Listen to an excerpt from Lisa Reyes Mason’s interview on the inSocialWork podcast. In it, she describes how climate change is connected to social, economic and political contexts, which is why it is such an important issue for social work.
April 5, 2019, Lecture Hall REBSTOCK 215, Washington University in St. Louis
The new book “People and Climate Change: Vulnerability, Adaptation, and Social Justice” now may be ordered in advance of its April 1 release. Edited by Lisa Reyes Mason and Jonathan Rigg, the 256-page book explores how climate change threatens the well-being, livelihood and survival of people in communities worldwide.
Mason, L. R., & Rigg, J. (Eds.) (2019). People and Climate Change: Vulnerability, Adaptation, and Social Justice. New York, NY: Oxford University Press
In “Five Dimensions of Climate Science Reductionism,” Jonathan Rigg and Lisa Reyes Mason assert that science tends to extract climate change from its social and environmental contexts, making climate change a “detached physical process.”
Rigg, J., & Mason, L. R. (2018). Five dimensions of climate science reductionism. Nature Climate Change, 8, 1030-1032.
Soon after a landmark report from the United Nations’ scientific panel on climate change came out in October, Lisa Reyes Mason, Center for Social Development faculty director for Environment and Social Development, wrote an opinion piece and spoke on television about what people can do.
Global environmental changes affect people worldwide, with impacts that are not just physical, but also social and economic. These changes affect family and community stability, social relationships, health and sometimes survival.
The event “Social Justice and the Environment” commemorated what would have been Barry Commoner’s 100th year on November 2, 2017.
November 2, 2017, 4:00-6:00p.m., Brown School of Social Work, Clark-Fox Forum, Washington University in St. Louis
Mason, L. R., Shires, M. K., Arwood, C., & Borst, A. (2017). Social work research and global environmental change. Journal of the Society for Social Work and Research, 8(4), 645–672. doi:10.1086/694789
September 14, 2017, Pulitzer Arts Foundation, 3716 Washington Boulevard, St. Louis, MO 63108
February 6, 2017, 8:30 a.m. to 3:00 p.m, Brown School of Social Work, Clark-Fox Forum, Washington University in St. Louis
Mason, L. R., Arwood, C., & Shires, M. K. (2018). Seasonal patterns and socio-economic predictors of household rainwater and greywater use. Urban Water Journal, 15(2), 109–115. doi:10.1080/1573062X.2017.1401098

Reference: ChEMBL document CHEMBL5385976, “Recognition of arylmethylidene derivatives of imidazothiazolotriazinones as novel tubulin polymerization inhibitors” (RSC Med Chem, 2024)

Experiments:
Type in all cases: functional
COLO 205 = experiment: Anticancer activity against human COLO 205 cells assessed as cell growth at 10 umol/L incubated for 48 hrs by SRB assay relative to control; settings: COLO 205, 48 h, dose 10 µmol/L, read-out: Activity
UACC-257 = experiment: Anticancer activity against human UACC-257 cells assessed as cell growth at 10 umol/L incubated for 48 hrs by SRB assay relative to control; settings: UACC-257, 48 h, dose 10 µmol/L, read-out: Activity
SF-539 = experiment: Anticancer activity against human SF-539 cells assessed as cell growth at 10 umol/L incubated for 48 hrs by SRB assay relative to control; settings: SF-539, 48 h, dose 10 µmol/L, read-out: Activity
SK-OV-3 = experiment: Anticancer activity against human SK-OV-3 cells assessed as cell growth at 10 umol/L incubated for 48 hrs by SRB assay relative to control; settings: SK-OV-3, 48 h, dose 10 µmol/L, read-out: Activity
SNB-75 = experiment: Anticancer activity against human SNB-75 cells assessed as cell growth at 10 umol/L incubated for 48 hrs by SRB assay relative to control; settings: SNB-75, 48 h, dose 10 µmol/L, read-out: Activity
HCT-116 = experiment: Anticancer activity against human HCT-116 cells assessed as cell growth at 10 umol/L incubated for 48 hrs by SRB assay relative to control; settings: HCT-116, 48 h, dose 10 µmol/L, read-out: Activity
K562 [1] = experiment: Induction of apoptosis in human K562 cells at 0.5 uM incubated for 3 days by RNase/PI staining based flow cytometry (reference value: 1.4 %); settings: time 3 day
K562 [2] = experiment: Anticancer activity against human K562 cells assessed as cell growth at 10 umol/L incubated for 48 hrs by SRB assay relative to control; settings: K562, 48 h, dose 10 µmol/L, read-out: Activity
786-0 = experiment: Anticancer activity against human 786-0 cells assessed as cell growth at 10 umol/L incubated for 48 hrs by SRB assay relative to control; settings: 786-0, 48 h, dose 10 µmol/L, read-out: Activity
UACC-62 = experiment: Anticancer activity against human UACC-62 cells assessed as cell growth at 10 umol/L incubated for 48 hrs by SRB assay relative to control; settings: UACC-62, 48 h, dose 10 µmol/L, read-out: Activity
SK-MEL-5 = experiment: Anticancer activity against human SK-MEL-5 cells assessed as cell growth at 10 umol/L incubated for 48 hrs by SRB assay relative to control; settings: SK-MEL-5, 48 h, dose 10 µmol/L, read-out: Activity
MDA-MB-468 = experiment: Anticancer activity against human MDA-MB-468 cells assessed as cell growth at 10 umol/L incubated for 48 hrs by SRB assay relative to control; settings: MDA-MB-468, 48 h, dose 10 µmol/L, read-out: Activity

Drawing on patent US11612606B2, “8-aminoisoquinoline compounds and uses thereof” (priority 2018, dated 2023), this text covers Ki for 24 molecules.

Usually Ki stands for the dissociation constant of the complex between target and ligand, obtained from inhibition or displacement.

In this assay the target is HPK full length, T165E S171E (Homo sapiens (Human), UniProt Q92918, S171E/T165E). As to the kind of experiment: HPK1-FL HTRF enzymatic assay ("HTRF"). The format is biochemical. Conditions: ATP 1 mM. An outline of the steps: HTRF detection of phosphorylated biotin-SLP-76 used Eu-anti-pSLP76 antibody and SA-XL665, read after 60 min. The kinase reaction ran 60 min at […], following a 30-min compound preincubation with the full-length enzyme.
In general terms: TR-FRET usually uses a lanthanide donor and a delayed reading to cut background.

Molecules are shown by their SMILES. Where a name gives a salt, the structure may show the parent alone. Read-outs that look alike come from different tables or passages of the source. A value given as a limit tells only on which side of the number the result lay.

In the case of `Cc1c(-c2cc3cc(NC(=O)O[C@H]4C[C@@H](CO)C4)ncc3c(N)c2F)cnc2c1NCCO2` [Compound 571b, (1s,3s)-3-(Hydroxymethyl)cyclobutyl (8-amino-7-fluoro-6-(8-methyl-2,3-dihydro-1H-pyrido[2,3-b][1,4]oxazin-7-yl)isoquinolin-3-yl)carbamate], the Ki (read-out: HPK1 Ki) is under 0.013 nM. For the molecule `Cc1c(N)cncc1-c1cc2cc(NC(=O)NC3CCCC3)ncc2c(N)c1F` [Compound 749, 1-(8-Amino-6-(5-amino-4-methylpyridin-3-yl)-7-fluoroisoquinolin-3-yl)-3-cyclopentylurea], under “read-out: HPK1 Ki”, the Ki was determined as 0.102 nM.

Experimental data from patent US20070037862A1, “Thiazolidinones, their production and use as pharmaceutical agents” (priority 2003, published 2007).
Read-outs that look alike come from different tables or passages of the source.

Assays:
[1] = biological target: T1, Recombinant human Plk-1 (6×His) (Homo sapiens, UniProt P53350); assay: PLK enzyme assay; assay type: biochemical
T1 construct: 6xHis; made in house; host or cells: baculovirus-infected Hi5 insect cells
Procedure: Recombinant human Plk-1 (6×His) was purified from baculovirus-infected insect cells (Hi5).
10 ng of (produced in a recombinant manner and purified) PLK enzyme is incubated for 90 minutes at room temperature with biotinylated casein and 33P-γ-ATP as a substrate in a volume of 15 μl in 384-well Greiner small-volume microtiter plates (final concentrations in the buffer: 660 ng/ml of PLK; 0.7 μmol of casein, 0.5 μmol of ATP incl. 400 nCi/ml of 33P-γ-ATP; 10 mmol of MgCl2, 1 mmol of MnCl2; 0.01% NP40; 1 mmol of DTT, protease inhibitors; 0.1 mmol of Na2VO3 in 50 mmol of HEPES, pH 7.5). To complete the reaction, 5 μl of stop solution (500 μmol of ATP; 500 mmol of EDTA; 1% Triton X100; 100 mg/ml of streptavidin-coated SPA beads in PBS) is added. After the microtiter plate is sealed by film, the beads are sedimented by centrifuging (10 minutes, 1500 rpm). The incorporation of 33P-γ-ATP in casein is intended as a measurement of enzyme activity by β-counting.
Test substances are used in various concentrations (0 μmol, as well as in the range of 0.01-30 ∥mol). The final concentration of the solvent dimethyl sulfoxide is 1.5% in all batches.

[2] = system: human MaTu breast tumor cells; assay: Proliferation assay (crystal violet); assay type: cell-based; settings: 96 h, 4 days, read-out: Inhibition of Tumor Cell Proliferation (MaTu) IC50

More than 130 people attended the international symposium “People and Climate Change: Vulnerability, Adaptation, Social Justice” on November 18 at the Brown School.
November 18, 2016, Brown School of Social Work
International experts on flooding, drought, extreme heat, land change and more will gather for a symposium on Friday, November 18, at the Brown School of Social Work.
Kemp, S. P., Mason, L. R., Palinkas, L. A., Rechkemmer, A., & Teixeira, S. (2016, September). Policy recommendations for meeting the Grand Challenge to Create Social Responses to a Changing Environment (Grand Challenges for Social Work Initiative Policy Brief No. 7). Cleveland, OH: American Academy of Social Work & Social Welfare. https://doi.org/10.7936/K7GQ6X8V
Mason, L. R. (2015). Beyond improved access: Seasonal and multidimensional water security in urban Philippines. Global Social Welfare, 2, 119–128. doi:10.1007/s40609-014-0024-7119-128
Mason, L. R. (2015). Environment and social development (CSD Working Paper No. 15-33). St. Louis, MO: Washington University, Center for Social Development.
Mason, L. R. (2014). Examining relationships between household resources and water security in an urban Philippine community. Journal of the Society for Social Work and Research, 5(4), 489-512. doi:10.1086/678923
Seasonal water insecurity is a social and climate-related problem of growing concern in many urban areas. From 2000 to 2050, the global urban population affected by seasonal water shortage is projected to increase from 312 million to 1.3 billion. This increase is due to a combination of drivers, including population growth, urbanization, and climate change. To advance understanding of the social dimensions of this problem, this study uses qualitative methods—archival research, informal interviews (N=7), and in-depth interviews (N=15)—to explore how gender and assets relate to water insecurity in the rainy and dry seasons in three urban neighborhoods in Baguio City, the Philippines. Analytic methods include memo production and qualitative text analysis. Key findings are that households manage complex water portfolios that change seasonally or more frequently; women and men have gendered roles in managing water portfolios, providing versus managing income for water purchases, and physically carrying water; and particular forms of physical, financial, and social assets seem to matter for reducing seasonal water insecurity in ways that may be gendered as well. Implications for more gender-sensitive and asset-focused research and policy are discussed.